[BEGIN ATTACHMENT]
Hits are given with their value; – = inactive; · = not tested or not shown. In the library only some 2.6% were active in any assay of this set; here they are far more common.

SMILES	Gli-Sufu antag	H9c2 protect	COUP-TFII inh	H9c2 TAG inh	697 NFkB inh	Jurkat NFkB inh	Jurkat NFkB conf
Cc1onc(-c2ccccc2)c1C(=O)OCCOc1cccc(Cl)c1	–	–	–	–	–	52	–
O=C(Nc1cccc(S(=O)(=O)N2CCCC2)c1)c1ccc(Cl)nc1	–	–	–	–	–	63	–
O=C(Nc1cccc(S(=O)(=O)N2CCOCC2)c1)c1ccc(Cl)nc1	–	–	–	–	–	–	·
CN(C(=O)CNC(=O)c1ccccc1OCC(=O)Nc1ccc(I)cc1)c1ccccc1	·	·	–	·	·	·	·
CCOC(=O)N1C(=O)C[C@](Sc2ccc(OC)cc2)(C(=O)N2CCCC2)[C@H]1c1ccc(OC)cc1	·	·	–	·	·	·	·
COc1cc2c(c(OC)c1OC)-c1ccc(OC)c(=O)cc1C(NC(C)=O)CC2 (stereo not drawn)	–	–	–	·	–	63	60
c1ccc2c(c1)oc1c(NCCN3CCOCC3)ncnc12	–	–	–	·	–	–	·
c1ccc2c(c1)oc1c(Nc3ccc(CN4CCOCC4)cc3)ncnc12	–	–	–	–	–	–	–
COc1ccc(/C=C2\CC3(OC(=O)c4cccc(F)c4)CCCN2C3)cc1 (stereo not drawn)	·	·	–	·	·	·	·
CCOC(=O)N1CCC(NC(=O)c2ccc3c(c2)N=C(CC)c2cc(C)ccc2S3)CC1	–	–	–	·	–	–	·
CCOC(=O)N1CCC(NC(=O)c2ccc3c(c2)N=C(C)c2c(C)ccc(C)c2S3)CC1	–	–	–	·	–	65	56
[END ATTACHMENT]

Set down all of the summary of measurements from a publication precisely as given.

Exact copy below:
Hits are given with their value; – = inactive; · = not tested or not shown. In the library only some 2.6% were active in any assay of this set; here they are far more common.

SMILES	Gli-Sufu antag	H9c2 protect	COUP-TFII inh	H9c2 TAG inh	697 NFkB inh	Jurkat NFkB inh	Jurkat NFkB conf
Cc1onc(-c2ccccc2)c1C(=O)OCCOc1cccc(Cl)c1	–	–	–	–	–	52	–
O=C(Nc1cccc(S(=O)(=O)N2CCCC2)c1)c1ccc(Cl)nc1	–	–	–	–	–	63	–
O=C(Nc1cccc(S(=O)(=O)N2CCOCC2)c1)c1ccc(Cl)nc1	–	–	–	–	–	–	·
CN(C(=O)CNC(=O)c1ccccc1OCC(=O)Nc1ccc(I)cc1)c1ccccc1	·	·	–	·	·	·	·
CCOC(=O)N1C(=O)C[C@](Sc2ccc(OC)cc2)(C(=O)N2CCCC2)[C@H]1c1ccc(OC)cc1	·	·	–	·	·	·	·
COc1cc2c(c(OC)c1OC)-c1ccc(OC)c(=O)cc1C(NC(C)=O)CC2 (stereo not drawn)	–	–	–	·	–	63	60
c1ccc2c(c1)oc1c(NCCN3CCOCC3)ncnc12	–	–	–	·	–	–	·
c1ccc2c(c1)oc1c(Nc3ccc(CN4CCOCC4)cc3)ncnc12	–	–	–	–	–	–	–
COc1ccc(/C=C2\CC3(OC(=O)c4cccc(F)c4)CCCN2C3)cc1 (stereo not drawn)	·	·	–	·	·	·	·
CCOC(=O)N1CCC(NC(=O)c2ccc3c(c2)N=C(CC)c2cc(C)ccc2S3)CC1	–	–	–	·	–	–	·
CCOC(=O)N1CCC(NC(=O)c2ccc3c(c2)N=C(C)c2c(C)ccc(C)c2S3)CC1	–	–	–	·	–	65	56